Amazon may be stirring up controversy for its actions against independent bookstores (or other brick-and-mortar e-tailers), but at the same time it is creating new opportunities for authors. That’s the focus of a post by Mathew Ingram on GigaOm, in which he profiles a few journalists who have seen a remarkable degree of success with their Kindle Singles—e-books which could not have been easily published in print form.
Journalist Marc Herman’s Kindle Single on the aftermath of the Libyan revolution sold enough copies at $1.99 each to begin to recoup costs for the trip to Libya in the first place. He suggests that this might be a possible model for investigative journalists to go freelance as newspapers’ decline reduces funding for their kind of work.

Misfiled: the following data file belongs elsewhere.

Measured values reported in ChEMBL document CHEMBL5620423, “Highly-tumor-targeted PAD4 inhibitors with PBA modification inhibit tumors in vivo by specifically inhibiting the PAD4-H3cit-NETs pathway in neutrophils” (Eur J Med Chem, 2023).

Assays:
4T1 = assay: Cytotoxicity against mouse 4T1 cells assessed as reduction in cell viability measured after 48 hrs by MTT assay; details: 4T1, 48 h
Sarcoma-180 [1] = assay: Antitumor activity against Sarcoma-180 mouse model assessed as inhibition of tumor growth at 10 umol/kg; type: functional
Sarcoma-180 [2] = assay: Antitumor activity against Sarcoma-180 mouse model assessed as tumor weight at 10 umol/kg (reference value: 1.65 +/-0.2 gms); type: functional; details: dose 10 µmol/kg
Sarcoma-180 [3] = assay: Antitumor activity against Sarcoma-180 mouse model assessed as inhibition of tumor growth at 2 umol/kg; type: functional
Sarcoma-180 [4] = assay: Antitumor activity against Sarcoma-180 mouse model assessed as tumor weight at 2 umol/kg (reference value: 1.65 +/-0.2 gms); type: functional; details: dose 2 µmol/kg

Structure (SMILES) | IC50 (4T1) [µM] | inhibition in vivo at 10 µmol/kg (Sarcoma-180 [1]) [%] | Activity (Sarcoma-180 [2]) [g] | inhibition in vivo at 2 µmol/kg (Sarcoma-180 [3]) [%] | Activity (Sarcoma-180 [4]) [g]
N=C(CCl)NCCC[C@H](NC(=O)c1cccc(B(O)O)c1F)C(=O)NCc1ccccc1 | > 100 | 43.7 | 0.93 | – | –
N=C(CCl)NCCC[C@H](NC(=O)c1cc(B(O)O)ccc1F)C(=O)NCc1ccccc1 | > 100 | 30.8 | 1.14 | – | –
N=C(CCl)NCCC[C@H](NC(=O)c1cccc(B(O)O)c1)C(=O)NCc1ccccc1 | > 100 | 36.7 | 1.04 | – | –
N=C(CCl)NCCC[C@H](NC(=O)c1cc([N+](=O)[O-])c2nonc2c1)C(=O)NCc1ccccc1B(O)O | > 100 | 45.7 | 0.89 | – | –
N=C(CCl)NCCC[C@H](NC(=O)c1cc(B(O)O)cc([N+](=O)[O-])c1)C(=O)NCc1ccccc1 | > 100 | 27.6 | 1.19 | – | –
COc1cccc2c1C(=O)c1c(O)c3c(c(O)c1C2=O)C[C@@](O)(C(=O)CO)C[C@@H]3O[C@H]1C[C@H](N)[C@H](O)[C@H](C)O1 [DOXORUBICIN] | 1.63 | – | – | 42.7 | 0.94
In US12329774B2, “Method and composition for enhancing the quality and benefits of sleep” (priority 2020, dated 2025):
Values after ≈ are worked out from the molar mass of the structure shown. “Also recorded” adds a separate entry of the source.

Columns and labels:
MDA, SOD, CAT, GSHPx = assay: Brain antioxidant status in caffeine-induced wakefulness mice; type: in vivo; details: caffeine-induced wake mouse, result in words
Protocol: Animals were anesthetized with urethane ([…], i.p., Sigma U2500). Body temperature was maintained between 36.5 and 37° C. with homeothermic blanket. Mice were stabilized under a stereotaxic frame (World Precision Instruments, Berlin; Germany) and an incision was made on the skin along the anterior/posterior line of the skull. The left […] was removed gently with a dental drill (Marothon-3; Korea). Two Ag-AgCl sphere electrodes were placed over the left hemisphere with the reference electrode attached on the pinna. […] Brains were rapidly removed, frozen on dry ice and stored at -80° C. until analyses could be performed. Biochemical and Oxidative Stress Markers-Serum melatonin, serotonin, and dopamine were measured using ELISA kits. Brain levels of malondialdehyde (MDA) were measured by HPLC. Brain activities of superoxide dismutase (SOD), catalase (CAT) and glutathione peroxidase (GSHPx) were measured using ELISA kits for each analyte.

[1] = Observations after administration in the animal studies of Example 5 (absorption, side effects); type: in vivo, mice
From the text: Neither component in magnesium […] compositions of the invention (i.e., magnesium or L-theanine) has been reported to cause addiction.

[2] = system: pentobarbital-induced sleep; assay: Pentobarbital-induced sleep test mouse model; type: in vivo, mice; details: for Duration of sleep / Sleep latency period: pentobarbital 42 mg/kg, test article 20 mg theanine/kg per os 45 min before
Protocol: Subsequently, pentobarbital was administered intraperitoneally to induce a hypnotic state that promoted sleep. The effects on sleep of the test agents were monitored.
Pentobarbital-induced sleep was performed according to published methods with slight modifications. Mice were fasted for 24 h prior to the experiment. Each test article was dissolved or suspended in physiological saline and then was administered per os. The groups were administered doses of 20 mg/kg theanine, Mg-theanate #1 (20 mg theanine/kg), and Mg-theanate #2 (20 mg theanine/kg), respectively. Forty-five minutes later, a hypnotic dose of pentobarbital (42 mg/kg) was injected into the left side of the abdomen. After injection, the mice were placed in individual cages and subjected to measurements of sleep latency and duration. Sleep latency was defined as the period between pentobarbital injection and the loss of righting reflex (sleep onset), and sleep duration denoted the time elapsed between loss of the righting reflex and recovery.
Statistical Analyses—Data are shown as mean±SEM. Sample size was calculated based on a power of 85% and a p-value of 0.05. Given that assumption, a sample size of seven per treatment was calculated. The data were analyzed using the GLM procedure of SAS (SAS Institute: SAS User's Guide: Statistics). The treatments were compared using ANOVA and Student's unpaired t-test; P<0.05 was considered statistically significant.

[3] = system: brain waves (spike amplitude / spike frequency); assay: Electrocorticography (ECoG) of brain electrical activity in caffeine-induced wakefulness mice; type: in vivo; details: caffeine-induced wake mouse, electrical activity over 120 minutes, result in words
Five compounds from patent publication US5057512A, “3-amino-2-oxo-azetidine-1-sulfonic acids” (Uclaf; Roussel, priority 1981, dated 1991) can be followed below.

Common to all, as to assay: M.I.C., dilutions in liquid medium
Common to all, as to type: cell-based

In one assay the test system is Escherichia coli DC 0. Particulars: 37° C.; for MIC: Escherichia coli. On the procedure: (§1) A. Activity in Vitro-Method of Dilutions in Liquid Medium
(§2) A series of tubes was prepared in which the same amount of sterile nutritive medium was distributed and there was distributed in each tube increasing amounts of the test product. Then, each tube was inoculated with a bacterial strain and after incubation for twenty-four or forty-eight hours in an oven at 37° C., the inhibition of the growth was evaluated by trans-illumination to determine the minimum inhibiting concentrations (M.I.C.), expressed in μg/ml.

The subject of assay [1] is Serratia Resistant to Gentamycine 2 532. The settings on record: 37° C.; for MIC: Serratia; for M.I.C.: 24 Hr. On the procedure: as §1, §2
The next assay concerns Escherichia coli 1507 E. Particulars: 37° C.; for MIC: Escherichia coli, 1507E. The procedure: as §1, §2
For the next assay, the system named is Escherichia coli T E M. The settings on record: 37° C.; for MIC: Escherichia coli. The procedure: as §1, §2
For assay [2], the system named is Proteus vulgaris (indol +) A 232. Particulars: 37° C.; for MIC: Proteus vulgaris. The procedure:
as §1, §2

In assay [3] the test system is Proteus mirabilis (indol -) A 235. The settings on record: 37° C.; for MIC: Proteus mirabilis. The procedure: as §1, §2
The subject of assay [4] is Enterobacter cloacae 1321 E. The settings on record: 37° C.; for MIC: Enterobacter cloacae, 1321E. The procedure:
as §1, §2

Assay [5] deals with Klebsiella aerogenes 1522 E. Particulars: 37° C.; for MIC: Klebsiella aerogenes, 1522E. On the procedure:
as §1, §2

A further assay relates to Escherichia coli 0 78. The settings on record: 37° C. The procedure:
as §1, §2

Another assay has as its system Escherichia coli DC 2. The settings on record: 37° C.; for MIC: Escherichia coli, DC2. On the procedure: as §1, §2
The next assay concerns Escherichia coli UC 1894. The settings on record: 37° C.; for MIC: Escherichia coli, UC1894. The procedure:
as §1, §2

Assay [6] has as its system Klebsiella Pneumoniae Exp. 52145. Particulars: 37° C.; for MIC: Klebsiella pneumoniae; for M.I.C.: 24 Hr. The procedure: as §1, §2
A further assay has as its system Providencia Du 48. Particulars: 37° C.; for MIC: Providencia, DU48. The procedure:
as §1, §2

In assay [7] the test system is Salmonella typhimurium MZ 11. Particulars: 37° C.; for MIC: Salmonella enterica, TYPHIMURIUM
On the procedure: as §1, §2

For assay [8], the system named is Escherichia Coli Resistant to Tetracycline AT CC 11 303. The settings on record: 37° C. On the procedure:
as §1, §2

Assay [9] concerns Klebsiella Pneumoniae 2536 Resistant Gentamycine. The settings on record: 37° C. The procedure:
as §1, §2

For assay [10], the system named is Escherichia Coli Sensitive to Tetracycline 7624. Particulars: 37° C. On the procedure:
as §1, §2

Ingram notes that Amazon isn’t the only short-book/long-article market, either. A number of other publishing ventures are offering help to journalists who want to publish their own longer works.
As I’ve pointed out a number of times before, the term “book” has become so fluid that it can now mean almost anything a writer wants it to. What that does to traditional publishing is a question mark (it’s probably not good) but what it does for writers is almost unquestionably good.
Of course, Singles are far from the only new opportunity Amazon has produced; much better-known is the enabling effect it has had on self-publishing. It just goes to show that it’s an ill wind that blows no good.